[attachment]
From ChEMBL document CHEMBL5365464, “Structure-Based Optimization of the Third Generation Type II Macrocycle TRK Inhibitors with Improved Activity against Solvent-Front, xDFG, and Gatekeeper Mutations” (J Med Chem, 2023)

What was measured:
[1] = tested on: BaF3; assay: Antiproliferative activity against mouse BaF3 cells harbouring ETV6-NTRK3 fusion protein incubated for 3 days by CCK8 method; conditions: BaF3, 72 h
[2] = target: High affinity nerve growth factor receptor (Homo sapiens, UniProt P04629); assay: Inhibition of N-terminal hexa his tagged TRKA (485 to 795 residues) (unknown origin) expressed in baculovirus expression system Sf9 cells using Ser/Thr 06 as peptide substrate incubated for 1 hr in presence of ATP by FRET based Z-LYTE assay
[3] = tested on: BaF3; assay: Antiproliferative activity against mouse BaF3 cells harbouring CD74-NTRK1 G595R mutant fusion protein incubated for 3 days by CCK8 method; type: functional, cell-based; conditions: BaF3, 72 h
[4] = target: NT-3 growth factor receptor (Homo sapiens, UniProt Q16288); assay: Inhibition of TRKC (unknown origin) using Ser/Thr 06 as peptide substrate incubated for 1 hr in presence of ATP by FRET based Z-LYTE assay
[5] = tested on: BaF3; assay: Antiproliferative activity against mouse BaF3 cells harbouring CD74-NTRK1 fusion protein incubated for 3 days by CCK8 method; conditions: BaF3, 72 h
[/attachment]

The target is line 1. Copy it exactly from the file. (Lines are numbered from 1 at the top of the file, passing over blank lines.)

From ChEMBL document CHEMBL5365464, “Structure-Based Optimization of the Third Generation Type II Macrocycle TRK Inhibitors with Improved Activity against Solvent-Front, xDFG, and Gatekeeper Mutations” (J Med Chem, 2023)